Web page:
As I’ve thought how I could benefit from other households as well as be a benefit to other households, many practical things have come to mind. For example, households can partner together by:
- Going in on a quarter, half, or whole beef cow with one or two other families
- Working on weekend projects together
- Helping each other out with childcare
- Feasting, fellowshipping, and celebrating with each other regularly
- Starting a side hustle or business together for additional income (flipping houses, lawn care during the summer, refurbishing old furniture)
- Starting a garden or greenhouse together
- Putting some cash aside each month for the sole purpose of helping families in need
- Trying to spend your money on local family business for a product, good, or service (Social media helps promote smaller businesses that are good alternatives to big box stores, but it might take a little effort to find them)
- Working on and encouraging practical skills like sewing, carpentry, vehicle maintenance, cooking, canning, home repairs, etc.
- Splitting the cost of seasonal tools or equipment such as a tractor lawn mower, rototiller, or cement mixer with another family
These are things that my household is currently doing or aspire to do someday in the near future.
I’m not advocating that we collectively raise our children or have no private property and ownership, but what I am saying is that we should learn to network and develop strong bonds between households for the mutual benefit of each family. Better to begin working on this now and strive to invest in resources beyond your own house before things really hit the fan.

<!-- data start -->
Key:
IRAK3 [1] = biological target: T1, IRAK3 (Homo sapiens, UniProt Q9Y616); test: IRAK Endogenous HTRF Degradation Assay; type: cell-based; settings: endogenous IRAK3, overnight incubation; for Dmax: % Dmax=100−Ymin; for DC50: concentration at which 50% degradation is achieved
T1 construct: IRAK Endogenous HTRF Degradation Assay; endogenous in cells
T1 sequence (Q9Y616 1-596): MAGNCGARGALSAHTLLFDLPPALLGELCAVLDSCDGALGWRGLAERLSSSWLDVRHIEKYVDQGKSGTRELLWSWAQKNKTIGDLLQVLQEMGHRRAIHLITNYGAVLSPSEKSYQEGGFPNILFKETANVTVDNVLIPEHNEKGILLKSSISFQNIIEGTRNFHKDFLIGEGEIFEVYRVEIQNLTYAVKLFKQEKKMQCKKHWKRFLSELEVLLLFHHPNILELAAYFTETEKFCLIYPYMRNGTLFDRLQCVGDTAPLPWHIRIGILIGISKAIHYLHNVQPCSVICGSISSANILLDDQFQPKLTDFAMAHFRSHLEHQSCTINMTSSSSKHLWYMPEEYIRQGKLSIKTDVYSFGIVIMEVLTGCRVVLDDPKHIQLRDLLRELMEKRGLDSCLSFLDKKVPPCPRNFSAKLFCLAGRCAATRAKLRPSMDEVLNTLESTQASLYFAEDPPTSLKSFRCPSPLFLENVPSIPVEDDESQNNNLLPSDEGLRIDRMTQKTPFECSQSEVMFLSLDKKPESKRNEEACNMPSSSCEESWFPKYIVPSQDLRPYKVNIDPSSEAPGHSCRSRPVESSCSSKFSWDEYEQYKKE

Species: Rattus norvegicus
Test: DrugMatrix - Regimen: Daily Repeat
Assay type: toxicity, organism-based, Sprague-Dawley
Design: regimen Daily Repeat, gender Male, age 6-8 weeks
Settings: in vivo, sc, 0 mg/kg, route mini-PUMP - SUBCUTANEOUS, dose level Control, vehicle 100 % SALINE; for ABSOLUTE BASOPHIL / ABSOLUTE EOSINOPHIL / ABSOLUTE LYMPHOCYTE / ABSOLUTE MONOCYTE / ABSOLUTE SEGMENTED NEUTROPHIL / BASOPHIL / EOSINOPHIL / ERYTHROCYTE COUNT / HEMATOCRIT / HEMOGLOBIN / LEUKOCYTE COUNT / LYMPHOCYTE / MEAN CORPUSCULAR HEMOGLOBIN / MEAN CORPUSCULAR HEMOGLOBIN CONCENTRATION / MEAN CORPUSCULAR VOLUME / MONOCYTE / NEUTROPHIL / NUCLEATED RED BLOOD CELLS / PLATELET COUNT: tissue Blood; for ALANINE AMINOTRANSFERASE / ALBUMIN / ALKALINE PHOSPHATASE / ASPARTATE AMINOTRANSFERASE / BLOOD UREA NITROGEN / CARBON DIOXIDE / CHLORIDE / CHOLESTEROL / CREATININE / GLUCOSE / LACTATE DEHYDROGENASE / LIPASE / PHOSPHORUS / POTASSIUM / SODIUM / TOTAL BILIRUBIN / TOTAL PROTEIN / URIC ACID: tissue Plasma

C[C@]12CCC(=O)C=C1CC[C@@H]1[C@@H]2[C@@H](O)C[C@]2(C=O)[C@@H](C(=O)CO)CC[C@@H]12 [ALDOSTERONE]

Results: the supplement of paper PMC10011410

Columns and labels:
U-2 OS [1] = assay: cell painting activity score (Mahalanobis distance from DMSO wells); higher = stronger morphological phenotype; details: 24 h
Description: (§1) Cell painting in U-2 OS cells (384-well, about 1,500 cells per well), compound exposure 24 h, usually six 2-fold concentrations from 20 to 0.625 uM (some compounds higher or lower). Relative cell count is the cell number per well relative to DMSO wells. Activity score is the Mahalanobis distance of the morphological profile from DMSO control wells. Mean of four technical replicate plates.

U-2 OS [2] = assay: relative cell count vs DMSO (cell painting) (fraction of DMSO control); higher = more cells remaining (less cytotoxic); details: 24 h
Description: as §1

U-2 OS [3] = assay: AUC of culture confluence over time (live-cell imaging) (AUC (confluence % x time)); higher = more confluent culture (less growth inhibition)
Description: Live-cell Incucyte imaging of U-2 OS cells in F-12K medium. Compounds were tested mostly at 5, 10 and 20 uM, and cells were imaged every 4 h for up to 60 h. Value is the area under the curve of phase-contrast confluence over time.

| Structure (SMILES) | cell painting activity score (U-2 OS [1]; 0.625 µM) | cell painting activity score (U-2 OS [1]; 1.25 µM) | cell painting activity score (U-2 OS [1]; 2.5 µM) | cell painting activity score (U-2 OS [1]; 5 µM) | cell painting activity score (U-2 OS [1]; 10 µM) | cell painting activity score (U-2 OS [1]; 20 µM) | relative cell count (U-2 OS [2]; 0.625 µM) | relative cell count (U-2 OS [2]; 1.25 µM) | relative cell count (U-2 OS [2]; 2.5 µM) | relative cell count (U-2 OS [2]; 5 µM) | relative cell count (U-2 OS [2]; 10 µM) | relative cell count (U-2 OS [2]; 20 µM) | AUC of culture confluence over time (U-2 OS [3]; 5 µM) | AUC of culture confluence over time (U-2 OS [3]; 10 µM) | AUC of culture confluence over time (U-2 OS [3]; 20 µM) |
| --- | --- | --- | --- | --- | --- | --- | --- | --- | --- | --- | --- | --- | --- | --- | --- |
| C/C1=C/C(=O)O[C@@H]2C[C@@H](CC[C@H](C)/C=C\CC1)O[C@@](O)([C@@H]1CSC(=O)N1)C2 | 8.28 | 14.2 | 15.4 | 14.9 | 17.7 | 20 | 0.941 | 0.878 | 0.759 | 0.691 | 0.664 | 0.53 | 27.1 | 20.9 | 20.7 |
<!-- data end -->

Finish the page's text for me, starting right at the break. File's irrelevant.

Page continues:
For further reading on the subject of the household, I highly recommend CR Wiley’s two books, “Man of the House” and “The Household and the War for the Cosmos.”
Good stuff Bo!
Leslie Stewart says
Great ideas! We should all put at least one of them into practice in the next few weeks…. than add another then another. Start small and manageable and build on these ideas!
Charise Baker says
Great ideas! The family has always been under attack…isolation adds more challenges sometimes. Staying connected is vital to our well-being in many ways.
What an excellent reminder for Christians to reflect upon – takes me back to Acts 2:45. Thank you Bo!
VK BUSSEN says
This is excellent, practical and insightful, Bo! I love the Lord’s timing… my devotional this morning was specifically about loving, praying, serving and giving among our neighbors and community of Believers… [“I’m listening intently, Lord.”] … being creative and innovative in the ways we show hospitality, too.
Great reading, Bo! I really appreciate you sharing your thoughts and encouragement to press on or begin new ways to benefit other households. I know I could list several ways I have been benefitted by others. Thank you for helping me to to refocus on the positive instead of the chaos!